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Journal of agricultural and food chemistry

Orthophenylphenol and phenylhydroquinone residues in citrus fruit and processed citrus products after postharvest fungicidal treatments with sodium orthophenylphenate in California and Florida.


PMID 11368626

Abstract

Sodium orthophenylphenate (SOPP) has been used extensively for >40 years to control postharvest diseases of citrus fruits. Studies of the metabolism of [(14)C]SOPP have identified orthophenylphenol (OPP) as the major metabolite with phenylhydroquinone (PHQ) as a minor metabolite. The whole-fruit tolerance in the United States for OPP is 10 ppm. This study was conducted to quantify terminal OPP and PHQ residues in whole Navel oranges, grapefruit, and lemons following SOPP applications at maximum application rates and following commercial application and fruit storage practices. OPP and PHQ residues also were determined in products processed from treated Navel oranges. OPP residues in lemons, Navel oranges, and grapefruit treated with SOPP using foamer wash and shipping wax applications remained below the 10 ppm tolerance, and PHQ residues were all < or =0.439 ppm. PHQ residues in whole fruit increased with time in commercial storage. OPP residues in all Navel orange matrices except oil remained relatively stable with time in commercial storage; residues in oil declined substantially while in storage.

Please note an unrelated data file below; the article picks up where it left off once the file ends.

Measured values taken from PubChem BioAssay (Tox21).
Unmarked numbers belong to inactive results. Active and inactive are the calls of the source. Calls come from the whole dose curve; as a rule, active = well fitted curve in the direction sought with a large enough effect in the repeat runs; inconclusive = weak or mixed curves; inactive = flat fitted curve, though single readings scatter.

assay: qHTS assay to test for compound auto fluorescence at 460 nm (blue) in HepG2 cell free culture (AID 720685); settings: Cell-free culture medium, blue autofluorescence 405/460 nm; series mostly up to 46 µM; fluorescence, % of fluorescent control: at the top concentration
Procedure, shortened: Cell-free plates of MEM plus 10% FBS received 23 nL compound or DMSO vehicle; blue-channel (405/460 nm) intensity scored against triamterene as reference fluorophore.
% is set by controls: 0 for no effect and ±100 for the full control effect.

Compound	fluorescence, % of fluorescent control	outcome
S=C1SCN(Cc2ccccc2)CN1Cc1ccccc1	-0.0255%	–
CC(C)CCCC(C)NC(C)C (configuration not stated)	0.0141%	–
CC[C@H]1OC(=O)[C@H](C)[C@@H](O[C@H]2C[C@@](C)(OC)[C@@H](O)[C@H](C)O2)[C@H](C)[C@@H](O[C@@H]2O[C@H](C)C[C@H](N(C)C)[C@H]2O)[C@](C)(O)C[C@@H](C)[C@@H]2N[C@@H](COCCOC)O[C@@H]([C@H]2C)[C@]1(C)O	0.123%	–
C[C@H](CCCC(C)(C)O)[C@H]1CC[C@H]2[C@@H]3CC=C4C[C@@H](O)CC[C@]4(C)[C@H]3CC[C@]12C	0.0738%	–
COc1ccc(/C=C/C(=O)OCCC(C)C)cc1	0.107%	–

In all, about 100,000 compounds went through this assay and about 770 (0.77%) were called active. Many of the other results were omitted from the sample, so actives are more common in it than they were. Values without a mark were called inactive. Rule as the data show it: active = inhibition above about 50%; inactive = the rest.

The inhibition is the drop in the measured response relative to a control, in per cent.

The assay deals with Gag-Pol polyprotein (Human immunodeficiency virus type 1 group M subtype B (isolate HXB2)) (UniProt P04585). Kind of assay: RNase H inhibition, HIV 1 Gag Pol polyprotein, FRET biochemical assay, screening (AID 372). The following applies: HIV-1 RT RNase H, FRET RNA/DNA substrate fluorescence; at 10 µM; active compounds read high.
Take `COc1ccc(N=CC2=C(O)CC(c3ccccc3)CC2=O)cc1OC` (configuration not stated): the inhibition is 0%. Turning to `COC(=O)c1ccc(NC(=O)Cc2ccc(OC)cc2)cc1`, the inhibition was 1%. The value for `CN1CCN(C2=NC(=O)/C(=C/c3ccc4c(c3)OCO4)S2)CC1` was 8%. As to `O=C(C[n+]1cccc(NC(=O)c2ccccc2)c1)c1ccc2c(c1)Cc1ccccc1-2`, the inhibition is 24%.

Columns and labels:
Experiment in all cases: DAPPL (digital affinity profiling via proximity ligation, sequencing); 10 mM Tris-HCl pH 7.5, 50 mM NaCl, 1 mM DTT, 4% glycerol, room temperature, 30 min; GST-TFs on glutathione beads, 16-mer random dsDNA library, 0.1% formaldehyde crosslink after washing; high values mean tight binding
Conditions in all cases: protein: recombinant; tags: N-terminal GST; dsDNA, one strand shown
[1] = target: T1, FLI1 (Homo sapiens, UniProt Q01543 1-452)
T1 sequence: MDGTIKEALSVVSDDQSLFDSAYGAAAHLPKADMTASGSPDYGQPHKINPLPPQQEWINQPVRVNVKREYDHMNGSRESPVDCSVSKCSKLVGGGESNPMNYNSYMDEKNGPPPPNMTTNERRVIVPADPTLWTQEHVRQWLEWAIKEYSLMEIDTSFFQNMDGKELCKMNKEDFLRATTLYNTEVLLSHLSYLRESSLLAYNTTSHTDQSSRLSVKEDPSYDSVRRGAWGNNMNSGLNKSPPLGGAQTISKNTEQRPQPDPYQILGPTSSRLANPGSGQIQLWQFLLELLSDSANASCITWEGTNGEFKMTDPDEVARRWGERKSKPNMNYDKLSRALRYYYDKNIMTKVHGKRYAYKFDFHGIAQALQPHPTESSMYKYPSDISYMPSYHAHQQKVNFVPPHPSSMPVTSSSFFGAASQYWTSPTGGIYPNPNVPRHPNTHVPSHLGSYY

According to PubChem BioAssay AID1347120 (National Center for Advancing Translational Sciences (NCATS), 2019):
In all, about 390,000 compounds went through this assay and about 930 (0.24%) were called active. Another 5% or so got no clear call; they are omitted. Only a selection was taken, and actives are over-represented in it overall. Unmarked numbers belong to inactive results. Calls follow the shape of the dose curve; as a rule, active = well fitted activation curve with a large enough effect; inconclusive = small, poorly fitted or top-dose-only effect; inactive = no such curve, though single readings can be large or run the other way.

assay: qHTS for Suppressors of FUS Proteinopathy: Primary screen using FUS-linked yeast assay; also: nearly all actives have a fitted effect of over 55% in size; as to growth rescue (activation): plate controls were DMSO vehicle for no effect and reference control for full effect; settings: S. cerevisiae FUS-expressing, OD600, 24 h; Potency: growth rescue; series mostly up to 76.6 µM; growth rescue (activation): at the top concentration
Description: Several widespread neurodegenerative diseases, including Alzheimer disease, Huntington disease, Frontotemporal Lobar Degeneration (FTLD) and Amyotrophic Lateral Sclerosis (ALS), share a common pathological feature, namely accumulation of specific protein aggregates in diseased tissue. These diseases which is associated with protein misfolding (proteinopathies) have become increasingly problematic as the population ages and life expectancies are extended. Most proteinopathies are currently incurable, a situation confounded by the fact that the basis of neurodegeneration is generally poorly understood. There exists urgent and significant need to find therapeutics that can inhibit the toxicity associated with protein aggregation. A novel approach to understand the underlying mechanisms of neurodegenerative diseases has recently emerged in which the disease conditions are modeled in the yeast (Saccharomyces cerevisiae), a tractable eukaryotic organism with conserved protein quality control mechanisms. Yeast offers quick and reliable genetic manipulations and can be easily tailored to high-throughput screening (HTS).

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227811
2-Phenylhydroquinone, 97%
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